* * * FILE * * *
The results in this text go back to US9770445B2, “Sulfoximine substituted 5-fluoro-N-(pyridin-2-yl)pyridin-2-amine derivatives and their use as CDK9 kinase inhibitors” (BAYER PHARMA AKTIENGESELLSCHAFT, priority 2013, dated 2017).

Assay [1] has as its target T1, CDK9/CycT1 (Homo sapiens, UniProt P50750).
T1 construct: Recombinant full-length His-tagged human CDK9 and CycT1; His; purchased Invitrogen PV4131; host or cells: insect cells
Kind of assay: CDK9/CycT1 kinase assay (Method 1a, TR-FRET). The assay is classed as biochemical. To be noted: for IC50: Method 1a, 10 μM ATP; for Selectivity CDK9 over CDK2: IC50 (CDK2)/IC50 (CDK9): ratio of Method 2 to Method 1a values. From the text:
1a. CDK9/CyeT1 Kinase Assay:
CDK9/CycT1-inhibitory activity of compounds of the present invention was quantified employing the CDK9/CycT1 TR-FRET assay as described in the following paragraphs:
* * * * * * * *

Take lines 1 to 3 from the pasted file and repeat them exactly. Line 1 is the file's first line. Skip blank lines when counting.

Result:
The results in this text go back to US9770445B2, “Sulfoximine substituted 5-fluoro-N-(pyridin-2-yl)pyridin-2-amine derivatives and their use as CDK9 kinase inhibitors” (BAYER PHARMA AKTIENGESELLSCHAFT, priority 2013, dated 2017).

Assay [1] has as its target T1, CDK9/CycT1 (Homo sapiens, UniProt P50750).
T1 construct: Recombinant full-length His-tagged human CDK9 and CycT1; His; purchased Invitrogen PV4131; host or cells: insect cells